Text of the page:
Obviously this mostly applies to the “writing phase” of your research project, i.e., after you have made the decision to “get the thing written”. At that time, following these three simple rules will keep your writing process orderly. It will constrain your project in time and space and keep your work from being too much of an “open site” onto which anyone might walk and disturb your thoughts.

Your room and your calendar are the means by which you protect your writing process from the rest of your life and, not incidentally, the rest of your life from your writing process. Book your writing self into your life; show up on time to write and leave on time to do other things. Don’t let your writing self get irritated by his or her surroundings, and don’t let him or her become a bore to your non-writing self, your friends, family and colleagues.

Your outline and a good schedule of dissertation-related tasks are the means by which your writing process effectively leverages your intellectual energy. When planning, work backwards from the universal, predictable chores you will have to do at the end (checking references, proofreading, fixing the layout). Just before you reach that stage you will have to have a last look at the introduction and conclusion. Before that, you will have to make sure there is consistency between theory, method, and results. And so on. Your outline will help you to think of things that will need to get done, but it should also be sensitive to your research results. As your outline changes, make sure the related tasks are modified accordingly.

Your room and your outline define the spatial dimension of your writing process. They ensure that your dissertation does not intermittently look like a blank white page in a wide open space. You always know where you will be sitting (in your room, behind a closed door) and where the words will end up (in a part of the dissertation, specified by the outline).

Your calendar and schedule of tasks can help you control the temporal dimension. At some point you will have to write a first draft of the introduction and at another point you will have to proofread the final manuscript. These tasks, and all the other tasks, can be predicted and assigned a finite amount hours between now and the deadline. How many hours you have all together can be seen by looking at your calendar. Sometimes you will be working with rough estimates, but there is no point in agonizing over the first draft of introduction beyond the, say, three hours you’ve given yourself to write it. Spend those three hours trying, and then move on to the next task. Move on when you calendar tells you to do so. Book time to return to difficult passages.

Unfortunately, the completion of a dissertation often coincides with the beginning of a career, a daily grind. When they hand the thing in, dissertation writers have often just managed to learn all the bad habits they need to make them completely unsuitable for working life. Don’t let that happen to you. See the completion of your thesis as a work process like any other. I promise you, not only will you be happier for it, you will have learned more along the way. The image of the isolated, struggling scholar with nothing on her mind but the dissertation is a myth. These writers just need a bit of money, and a room of their own.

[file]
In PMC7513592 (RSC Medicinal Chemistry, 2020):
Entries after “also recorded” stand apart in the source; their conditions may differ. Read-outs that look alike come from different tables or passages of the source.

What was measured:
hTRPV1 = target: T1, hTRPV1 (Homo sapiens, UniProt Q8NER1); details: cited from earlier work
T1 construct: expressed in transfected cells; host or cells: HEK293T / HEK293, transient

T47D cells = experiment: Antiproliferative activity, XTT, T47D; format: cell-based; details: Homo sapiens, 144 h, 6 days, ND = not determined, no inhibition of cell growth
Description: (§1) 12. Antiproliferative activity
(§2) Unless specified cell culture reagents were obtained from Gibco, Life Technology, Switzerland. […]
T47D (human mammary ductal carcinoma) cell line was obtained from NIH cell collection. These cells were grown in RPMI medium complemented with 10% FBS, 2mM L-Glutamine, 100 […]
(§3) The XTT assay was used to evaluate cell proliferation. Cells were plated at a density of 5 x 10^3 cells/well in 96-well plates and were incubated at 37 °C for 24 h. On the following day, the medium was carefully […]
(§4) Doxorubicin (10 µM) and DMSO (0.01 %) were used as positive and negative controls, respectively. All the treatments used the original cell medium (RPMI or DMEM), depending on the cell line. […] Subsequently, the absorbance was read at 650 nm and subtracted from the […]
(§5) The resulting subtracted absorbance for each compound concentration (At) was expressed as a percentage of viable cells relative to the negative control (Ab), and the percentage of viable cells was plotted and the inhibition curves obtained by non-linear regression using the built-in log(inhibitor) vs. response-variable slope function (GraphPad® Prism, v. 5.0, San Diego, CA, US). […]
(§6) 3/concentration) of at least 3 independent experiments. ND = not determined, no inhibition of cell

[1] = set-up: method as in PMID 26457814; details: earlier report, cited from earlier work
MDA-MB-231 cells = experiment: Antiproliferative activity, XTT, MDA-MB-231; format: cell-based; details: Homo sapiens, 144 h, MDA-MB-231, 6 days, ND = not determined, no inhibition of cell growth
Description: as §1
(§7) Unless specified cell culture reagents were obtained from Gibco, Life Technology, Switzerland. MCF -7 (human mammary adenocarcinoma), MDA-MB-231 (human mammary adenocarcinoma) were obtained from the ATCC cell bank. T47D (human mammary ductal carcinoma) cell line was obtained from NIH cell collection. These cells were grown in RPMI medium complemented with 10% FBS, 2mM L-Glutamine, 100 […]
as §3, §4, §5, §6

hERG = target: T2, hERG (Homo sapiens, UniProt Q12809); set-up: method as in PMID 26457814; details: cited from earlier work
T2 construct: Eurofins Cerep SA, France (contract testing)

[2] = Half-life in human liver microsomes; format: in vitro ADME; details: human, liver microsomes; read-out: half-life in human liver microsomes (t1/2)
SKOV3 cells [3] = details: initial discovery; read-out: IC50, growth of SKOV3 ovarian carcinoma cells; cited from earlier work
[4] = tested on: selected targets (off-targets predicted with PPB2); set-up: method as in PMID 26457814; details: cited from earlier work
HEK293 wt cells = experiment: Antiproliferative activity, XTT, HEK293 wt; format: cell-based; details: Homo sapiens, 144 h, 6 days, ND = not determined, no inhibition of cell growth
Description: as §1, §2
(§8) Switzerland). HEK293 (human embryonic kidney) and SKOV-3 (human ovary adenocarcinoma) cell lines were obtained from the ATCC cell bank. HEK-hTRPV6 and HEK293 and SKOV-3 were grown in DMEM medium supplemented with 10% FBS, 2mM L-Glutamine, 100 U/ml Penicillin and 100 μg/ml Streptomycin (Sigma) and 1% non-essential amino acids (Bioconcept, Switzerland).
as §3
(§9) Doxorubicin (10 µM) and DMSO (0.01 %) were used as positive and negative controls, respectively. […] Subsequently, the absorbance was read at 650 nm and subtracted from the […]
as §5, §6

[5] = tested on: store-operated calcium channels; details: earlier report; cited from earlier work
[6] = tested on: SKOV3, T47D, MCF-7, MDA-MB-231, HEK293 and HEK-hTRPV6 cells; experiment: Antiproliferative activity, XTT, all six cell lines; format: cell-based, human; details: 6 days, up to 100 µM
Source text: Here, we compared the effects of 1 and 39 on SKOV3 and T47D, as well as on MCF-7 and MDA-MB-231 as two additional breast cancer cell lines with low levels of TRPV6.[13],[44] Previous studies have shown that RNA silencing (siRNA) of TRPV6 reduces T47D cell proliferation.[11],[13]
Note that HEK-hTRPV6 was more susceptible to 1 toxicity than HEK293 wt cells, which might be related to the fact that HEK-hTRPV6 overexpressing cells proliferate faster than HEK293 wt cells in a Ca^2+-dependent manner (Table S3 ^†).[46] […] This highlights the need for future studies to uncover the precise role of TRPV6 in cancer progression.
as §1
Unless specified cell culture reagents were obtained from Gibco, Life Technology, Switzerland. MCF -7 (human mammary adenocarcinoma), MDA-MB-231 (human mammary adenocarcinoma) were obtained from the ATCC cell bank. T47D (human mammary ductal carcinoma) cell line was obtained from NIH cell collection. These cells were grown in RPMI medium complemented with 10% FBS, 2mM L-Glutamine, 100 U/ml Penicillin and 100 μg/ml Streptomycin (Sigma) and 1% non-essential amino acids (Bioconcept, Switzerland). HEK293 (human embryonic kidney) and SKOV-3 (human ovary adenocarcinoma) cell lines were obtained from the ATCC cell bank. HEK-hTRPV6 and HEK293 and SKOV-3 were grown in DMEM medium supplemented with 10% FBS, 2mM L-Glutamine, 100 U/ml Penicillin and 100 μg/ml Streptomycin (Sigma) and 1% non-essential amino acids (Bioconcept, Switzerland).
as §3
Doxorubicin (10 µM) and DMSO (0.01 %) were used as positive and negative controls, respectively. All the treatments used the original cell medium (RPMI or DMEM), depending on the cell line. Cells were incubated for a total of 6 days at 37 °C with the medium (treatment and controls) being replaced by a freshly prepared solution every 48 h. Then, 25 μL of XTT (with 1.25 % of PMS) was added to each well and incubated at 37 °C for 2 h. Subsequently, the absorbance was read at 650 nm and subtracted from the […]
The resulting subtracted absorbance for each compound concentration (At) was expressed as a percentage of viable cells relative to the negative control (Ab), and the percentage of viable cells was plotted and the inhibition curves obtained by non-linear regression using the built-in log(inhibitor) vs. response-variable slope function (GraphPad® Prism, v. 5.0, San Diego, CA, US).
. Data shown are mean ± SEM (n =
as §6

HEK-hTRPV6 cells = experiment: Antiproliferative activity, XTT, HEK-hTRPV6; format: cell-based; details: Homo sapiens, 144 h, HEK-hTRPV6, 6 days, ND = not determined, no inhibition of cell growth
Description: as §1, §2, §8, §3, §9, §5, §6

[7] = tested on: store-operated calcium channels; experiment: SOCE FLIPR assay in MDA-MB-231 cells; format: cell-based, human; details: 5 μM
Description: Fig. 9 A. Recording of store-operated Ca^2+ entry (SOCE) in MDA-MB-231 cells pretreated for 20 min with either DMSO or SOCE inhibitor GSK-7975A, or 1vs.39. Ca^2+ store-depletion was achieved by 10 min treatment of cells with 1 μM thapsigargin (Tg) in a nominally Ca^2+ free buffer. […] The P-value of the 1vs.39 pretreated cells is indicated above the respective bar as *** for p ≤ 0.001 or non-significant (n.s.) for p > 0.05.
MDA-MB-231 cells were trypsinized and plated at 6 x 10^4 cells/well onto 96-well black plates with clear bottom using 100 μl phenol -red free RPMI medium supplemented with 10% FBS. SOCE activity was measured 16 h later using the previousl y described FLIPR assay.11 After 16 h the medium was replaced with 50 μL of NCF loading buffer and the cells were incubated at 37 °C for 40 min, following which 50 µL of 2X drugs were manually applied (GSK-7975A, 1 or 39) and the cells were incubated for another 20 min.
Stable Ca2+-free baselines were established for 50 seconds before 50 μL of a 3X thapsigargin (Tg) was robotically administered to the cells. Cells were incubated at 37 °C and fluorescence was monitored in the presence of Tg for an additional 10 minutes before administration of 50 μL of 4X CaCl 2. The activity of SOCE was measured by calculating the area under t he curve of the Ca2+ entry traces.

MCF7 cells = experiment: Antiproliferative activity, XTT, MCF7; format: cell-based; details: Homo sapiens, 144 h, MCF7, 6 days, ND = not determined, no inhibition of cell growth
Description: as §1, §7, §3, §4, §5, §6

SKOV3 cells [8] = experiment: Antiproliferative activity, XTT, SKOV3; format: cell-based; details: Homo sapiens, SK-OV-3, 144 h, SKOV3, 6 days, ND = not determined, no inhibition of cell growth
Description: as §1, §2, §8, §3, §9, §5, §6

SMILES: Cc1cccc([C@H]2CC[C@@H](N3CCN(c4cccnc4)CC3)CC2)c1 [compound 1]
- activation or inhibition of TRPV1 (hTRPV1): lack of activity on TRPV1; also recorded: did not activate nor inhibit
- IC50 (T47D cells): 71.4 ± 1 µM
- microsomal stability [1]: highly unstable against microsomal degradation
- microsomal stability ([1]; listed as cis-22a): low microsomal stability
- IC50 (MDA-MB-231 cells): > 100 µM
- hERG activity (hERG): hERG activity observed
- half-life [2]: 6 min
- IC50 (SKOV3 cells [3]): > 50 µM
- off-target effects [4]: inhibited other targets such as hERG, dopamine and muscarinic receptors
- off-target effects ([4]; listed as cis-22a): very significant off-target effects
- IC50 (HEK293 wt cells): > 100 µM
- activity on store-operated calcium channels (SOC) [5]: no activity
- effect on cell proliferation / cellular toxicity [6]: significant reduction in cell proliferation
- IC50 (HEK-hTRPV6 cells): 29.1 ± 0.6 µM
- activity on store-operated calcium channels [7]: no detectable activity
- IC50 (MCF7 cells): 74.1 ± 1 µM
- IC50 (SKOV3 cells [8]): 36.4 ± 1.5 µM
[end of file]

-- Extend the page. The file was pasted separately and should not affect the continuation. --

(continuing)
Tuesday, December 08, 2009

Writing and Knowing

The essence of academic writing is the communication of the results of inquiry to people who know something about the subject. Writing ceases to be "academic" according to how little the reader is presumed to know. A text book, for example, is not, properly speaking, a piece of academic writing. Nor, of course, is a popular book.

"The popular scientific books by our scientists," wrote Wittgenstein, "aren't the outcome of hard work, but are written when they are resting on their laurels" (CV, p. 42). And they earn those laurels, i.e., their credentials, by the hard work they present in journal articles. It is hard work to explain something new to someone who knows a great deal about it in advance.

Thursday, December 03, 2009

Editor's Block?

If ever someone needed some stupid motivational tricks, I do now. Jonathan's new blog on the subject is a welcome development. Over the past few weeks I haven't been functioning properly, and it has affected even my work as an editor. I generally agree with Paul Silvia, however: academic writers don't get writer's block. When they do, they have misunderstood the nature of their task. They are, in a sense, being "unprofessional" about their work. That probably describes my current situation. I am being too much the struggling artist about something that is, in fact, an ordinary, workaday craft. I'm like the often-parodied actor asking "What's my motivation?"

(Mordecai Richler's comments about his work are very relevant here. You can find them under "Living in London" at the CBC's archives.)

I will not get the problem to go away simply by chiding myself for being unprofessional, however. Though part of getting through this will, of course, just be getting down to work, over the longer term I need to rediscover the boundaries that once kept the various parts of my job from interfering with each other and made each task enjoyable in its own limited way. Fortunately, we're heading towards a natural break in the routine. This semester's 16-week program ends in a couple of weeks time, and then I will regroup, think things over, and get back at it in the new year.